70-432: So…What’s Going to Break When We Upgrade?

So you’re in a shiny new position and you’re building plans for your migration from SQL 2005 to 2008 when the question hits you.

What features are we currently using in our code that will break when we move to the new server?

Ohh, tough one right?  Not really.  Hopefully you’ve used the profiler before.  With it, you can set up a trace and actually have it look for code executing against your server that uses code that’s been marked as deprecated.  That’s what I’m going to walk through today.

First up, start SQL Server Profiler.

Then click File -> New Trace.  You’ll be prompted to connect to your server.  I’m going to connect to my production server, because I want to see actual code that’s being used that we need to fix.

Don’t worry, I’m not actually going to use the GUI to run the profile, I’m going to send it to the server to run.  Sneaky, huh?

On the properties Screen, fill in a trace name.  I used “DeprecatedFeatures.”

Leave the rest with their defaults, and hit the Events Selection tab.

In order to get all the possible events that you could run a profiler on  Hit the “Show all events” check box.  That should give you a complete list of profile events.

Once you have them all listed, scroll down the list until you see “Deprecation”  I usually run this with all deprecation options turned on.  I’ll narrow the events later when I’m analyzing the results of the profiler.

Now that you’ve selected your elements, hit the Run button.

As soon as the profiler starts, hit the stop button.  We don’t want to run this trace from the client.  At least I don’t wan’t to run this from the client.

Hit File -> Export -> Trace Definition.  Choose a location to save the SQL file and save it.  That’s all we needed profiler for.  You can close it now.

For some reason you can’t automate a trace to write to a file.  So, open the sql script you just created.  You’ll need to update “InsertFileNameHere” to a path available from your server.  In my case my scratch drive on the server is L:  So I changed mine to  “L:MSSQLtracesdeprecationTrace”.

If you were to run the script as is, it would run until it hits 5MB, then stop.  If you want it to give you multiple files (or roll over to new files), you’ll have to change the second parameter of the sp_trace_create from a 0 to a 2.  If you’re going to run this trace for a while, this might be a good idea.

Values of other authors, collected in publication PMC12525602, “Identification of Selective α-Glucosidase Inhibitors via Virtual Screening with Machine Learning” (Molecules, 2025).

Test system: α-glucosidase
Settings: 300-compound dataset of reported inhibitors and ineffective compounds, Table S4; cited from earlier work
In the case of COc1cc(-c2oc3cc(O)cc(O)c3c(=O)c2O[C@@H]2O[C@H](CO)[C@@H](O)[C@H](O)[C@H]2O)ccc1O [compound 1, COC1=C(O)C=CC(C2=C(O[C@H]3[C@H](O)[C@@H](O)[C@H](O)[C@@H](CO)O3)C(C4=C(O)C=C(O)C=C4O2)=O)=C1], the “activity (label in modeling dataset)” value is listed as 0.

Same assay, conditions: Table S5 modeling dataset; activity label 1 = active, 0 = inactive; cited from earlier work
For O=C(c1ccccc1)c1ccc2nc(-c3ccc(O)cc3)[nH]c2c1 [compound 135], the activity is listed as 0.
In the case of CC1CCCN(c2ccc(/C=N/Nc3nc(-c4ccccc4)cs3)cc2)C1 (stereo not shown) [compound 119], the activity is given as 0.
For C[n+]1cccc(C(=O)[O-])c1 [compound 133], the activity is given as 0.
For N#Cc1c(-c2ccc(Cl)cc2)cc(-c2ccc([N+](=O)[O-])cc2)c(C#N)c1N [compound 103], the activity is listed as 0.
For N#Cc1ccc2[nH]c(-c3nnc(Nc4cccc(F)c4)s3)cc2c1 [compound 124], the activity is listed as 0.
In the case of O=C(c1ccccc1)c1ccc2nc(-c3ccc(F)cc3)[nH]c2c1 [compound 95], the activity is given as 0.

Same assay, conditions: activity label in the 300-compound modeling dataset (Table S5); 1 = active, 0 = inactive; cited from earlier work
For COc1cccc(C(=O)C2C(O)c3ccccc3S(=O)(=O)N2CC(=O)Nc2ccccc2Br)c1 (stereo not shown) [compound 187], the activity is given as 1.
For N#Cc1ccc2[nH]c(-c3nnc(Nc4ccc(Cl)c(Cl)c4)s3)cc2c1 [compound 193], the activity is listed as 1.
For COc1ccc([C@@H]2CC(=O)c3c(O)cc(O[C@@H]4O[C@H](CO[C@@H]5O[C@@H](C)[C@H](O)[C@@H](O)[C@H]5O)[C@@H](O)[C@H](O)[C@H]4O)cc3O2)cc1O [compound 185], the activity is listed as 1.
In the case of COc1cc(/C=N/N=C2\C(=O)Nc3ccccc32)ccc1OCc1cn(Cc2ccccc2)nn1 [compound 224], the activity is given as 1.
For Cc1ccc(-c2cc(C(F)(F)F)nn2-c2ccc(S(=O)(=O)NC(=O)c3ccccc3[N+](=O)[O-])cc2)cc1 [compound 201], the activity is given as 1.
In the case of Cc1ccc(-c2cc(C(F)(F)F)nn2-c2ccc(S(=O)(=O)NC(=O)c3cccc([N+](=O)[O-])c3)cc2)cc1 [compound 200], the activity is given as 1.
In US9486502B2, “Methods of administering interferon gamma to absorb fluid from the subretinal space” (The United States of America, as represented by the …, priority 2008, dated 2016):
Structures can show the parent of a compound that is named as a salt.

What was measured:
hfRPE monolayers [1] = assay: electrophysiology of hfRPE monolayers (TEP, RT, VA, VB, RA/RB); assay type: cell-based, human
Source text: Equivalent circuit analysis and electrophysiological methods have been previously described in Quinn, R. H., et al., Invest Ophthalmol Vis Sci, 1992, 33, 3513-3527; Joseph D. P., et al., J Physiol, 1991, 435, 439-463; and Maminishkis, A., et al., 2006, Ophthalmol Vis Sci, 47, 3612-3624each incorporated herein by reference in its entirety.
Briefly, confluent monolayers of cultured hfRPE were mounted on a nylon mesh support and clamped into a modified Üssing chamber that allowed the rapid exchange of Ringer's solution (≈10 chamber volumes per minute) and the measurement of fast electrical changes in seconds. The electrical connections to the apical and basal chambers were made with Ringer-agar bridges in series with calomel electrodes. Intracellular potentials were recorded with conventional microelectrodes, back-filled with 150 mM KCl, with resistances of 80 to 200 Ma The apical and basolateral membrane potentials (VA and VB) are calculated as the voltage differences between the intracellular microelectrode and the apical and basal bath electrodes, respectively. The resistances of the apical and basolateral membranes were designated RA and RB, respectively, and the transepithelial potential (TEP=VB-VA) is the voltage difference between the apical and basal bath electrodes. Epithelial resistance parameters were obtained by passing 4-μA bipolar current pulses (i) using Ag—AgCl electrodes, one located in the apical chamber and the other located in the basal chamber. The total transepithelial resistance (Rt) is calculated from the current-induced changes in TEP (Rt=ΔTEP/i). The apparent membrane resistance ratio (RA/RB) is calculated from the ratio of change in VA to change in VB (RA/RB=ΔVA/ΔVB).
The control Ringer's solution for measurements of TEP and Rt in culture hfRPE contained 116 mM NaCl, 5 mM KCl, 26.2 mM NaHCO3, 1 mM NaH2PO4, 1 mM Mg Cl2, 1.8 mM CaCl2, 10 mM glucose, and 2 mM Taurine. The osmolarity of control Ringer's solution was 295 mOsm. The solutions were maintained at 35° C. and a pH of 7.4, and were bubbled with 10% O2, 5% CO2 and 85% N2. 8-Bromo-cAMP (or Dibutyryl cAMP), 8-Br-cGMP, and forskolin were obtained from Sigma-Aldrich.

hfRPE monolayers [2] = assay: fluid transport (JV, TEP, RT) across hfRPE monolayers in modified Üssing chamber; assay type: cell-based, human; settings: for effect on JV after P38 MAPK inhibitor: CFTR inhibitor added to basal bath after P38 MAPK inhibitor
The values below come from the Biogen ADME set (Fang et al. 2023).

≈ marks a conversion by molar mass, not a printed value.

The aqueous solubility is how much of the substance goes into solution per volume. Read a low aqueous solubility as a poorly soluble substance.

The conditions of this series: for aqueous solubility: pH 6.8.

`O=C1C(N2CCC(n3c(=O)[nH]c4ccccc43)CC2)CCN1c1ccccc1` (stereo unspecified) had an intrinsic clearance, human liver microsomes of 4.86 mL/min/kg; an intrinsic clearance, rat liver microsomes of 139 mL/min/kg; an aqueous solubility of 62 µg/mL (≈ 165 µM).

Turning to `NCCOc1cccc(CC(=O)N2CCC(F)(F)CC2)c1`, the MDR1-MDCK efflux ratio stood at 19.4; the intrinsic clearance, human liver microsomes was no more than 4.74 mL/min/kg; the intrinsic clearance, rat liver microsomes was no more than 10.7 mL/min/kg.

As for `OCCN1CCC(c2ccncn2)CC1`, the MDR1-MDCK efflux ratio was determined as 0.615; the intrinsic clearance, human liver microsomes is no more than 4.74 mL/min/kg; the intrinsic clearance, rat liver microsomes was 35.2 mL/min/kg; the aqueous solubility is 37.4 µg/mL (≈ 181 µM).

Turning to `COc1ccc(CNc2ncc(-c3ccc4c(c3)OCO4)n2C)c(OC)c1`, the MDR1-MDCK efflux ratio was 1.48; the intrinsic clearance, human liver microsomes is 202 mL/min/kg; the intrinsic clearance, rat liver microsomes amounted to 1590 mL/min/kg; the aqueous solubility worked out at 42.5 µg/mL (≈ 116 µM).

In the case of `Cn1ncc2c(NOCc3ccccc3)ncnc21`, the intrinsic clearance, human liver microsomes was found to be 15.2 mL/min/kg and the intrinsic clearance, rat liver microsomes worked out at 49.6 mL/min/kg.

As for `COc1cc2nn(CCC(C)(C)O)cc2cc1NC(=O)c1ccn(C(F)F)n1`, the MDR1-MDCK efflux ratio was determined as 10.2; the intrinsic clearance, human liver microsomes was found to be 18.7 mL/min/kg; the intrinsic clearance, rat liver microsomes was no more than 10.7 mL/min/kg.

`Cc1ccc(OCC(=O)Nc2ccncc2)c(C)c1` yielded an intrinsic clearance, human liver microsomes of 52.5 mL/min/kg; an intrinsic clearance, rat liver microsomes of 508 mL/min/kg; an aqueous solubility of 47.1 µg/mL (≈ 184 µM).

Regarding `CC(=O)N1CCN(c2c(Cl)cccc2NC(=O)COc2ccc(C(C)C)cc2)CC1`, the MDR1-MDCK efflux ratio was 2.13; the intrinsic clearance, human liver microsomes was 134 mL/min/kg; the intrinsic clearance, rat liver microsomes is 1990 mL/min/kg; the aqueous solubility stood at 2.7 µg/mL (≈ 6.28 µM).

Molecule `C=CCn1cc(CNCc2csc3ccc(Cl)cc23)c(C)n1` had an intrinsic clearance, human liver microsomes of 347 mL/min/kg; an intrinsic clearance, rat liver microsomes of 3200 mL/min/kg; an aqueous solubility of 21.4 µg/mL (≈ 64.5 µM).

The next option you might want to change before running this script is decide how long you want to run this trace.  I’m going to run it for one hour.  Before summarizing my findings, I might let this run for one day to get a more complete picture.  But this is just a demo.

To set an hour runtime, declare a DATETIME variable just after the other variables are defined.

SET @endtime = DATEADD(H, 1, GETDATE())

Then, change the last parameter of the so_trace_create from NULL to @endtime.  That tells the procedure to stop in one hour.

After you’ve run your trace, you’ll want to analyze the results.  The easiest way to analyze these results is to import the trc file into a table, then query away.

Luckily Microsoft built a very easy way to read that file in.

INTO deprecationTrace
FROM fn_trace_gettable('E:MSSQL10_50.TWOK8R2MSSQLtest.trc', default)

Easy, but if you could write directly to the table, It’d be a bit easier!

Now that you’ve collected the events, Look in your table for items with EventClass in 125 or 126.  Once you identify those, you’ll see what you’re using that will be deprecated.  You can then look around that time stamp to see the exact queries called that are using the deprecated features.  Armed with that knowledge you can build a list of techniques you need to change before moving your system over to 2008.

So.  What’s going to break when you upgrade?




By Shannon Lowder

Shannon Lowder is the Database Engineer you've been looking for! Look no further for expertise in: Business Analysis to gather the business requirements for the database; Database Architecting to design the logical design of the database; Database Development to actually build the objects needed by the business logic; finally, Database Administration to keep the database running in top form, and making sure there is a disaster recovery plan.

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